Archives For counseling

Hello wonderful friends! My book has just dropped in price to 8.99 on Amazon!

It’s called, What The Church Won’t Talk About: Real Questions From Real People About Raw, Gritty, Everyday Faith.

The Foreword is by the amazing T.B. LaBerge of tblaberge and the cover art is by my most excellent friend Rob Connelly.

I talk about a ton of things, including doubts, dry seasons, depression, relationships, porn addiction, trials, abortion, sexuality, social reform, family conflicts, and apologetics. If you’re blessed by the book, please consider writing a review on Amazon!

Love y’all and be blessed, dear friends!
– J.S.

Two anons asked:

– Hi! I enjoy reading your blog and I know you have battled a porn addiction. I have a few questions. How do you feel about people who are battling against a porn addiction while dating? Do you think that person could have a genuinely Christ-centered, Godly and healthy relationship? Or is it bound to fail? Would it be okay for the guy to take a break so he figures things out for himself? What is the role of the girl in this? Is she able to do anything at all?

– I’m engaged to someone who claims to be Christian but I’m starting to feel as though he is not. We agree on almost everything except for the issue on whether watching porn is okay … He just wants me to be okay with it, that way he doesn’t feel guilty. So my question is, is watching porn wrong? …What biblical evidence is there that I can give him? I really pray that he would want to change but if not I don’t think I can marry someone with this problem.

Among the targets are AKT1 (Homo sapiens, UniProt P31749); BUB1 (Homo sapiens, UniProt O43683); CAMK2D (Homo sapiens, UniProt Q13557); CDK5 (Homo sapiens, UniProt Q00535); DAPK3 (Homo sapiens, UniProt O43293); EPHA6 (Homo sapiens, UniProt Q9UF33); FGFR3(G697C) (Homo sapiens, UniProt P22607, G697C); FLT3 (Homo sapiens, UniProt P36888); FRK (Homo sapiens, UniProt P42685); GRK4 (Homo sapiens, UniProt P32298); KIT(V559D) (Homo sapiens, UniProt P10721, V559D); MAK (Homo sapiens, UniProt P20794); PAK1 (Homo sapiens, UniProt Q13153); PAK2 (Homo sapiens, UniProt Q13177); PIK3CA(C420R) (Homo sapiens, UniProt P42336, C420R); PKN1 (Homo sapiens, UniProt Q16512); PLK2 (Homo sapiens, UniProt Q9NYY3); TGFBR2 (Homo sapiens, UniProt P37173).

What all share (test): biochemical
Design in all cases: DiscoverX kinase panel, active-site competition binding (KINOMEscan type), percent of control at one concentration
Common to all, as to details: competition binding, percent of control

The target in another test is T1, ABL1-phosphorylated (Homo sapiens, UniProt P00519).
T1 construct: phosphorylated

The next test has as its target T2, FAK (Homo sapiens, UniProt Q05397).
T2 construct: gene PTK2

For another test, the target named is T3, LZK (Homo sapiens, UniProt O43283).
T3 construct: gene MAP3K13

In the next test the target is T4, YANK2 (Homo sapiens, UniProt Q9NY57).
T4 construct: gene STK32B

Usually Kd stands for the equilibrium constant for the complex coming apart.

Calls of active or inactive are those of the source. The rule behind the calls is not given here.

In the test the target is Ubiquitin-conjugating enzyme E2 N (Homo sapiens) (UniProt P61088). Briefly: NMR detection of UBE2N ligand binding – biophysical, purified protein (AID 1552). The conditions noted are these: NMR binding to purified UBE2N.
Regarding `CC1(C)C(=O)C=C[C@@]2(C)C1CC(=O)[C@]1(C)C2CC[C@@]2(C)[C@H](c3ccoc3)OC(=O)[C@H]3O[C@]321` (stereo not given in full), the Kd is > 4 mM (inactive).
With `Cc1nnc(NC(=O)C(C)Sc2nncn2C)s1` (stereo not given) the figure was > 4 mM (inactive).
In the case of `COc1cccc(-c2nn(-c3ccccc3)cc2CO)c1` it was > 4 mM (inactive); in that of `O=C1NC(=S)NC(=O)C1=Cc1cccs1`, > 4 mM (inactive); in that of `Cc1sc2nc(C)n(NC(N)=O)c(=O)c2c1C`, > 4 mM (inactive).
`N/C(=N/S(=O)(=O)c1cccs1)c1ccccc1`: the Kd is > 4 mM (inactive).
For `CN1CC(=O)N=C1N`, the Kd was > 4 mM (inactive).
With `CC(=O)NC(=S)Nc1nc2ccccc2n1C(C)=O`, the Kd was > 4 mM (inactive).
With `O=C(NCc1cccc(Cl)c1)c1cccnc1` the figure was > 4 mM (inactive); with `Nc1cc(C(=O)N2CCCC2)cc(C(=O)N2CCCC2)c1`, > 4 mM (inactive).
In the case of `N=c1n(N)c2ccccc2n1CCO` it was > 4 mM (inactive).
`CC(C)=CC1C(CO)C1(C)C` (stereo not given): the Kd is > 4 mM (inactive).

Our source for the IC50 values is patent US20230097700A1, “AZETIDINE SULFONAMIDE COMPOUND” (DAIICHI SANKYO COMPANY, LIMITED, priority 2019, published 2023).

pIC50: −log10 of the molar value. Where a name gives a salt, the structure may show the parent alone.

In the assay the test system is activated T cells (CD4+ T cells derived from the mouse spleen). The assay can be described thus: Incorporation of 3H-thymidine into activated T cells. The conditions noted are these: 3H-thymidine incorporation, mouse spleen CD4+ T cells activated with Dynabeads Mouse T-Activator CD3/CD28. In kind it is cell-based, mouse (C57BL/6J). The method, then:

If you would’ve asked me this question a few years ago, I would’ve said:

“What are you thinking, ladies? Dump that dude right now! Any man who can’t give up something for you ain’t no man at all.”

To some degree, I still agree with this. If it’s not serious or you just started dating, then please do NOT feel obligated to stay.  You deserve better. If you’re looking for an excuse to stay with this guy because he’s cute in the face or you’re afraid to be alone: then you already know that won’t be enough down the line. 

But in my growing compassion for people, I know how difficult it is to defeat porn in an over-sexualized culture.  I know how screwed up we are to think that “porn is the norm.” 

As much as I sound like a cranky old man, today sex is like shaking hands and human trafficking is barely blinked at.  This is our world now: a culture of deep apathy that is unavoidably ingrained.

While this doesn’t absolve any man’s destructive behavior, it does give me more of a heart to work with them and resolve the root issues.  It helps explain why men shrug it off.


Maybe you’ve been told to dump the guy on the spot, and that could be good advice — but battling porn is a lifelong struggle for all men today.  It’s unrealistic to think you’ll meet some guy who has never struggled with it.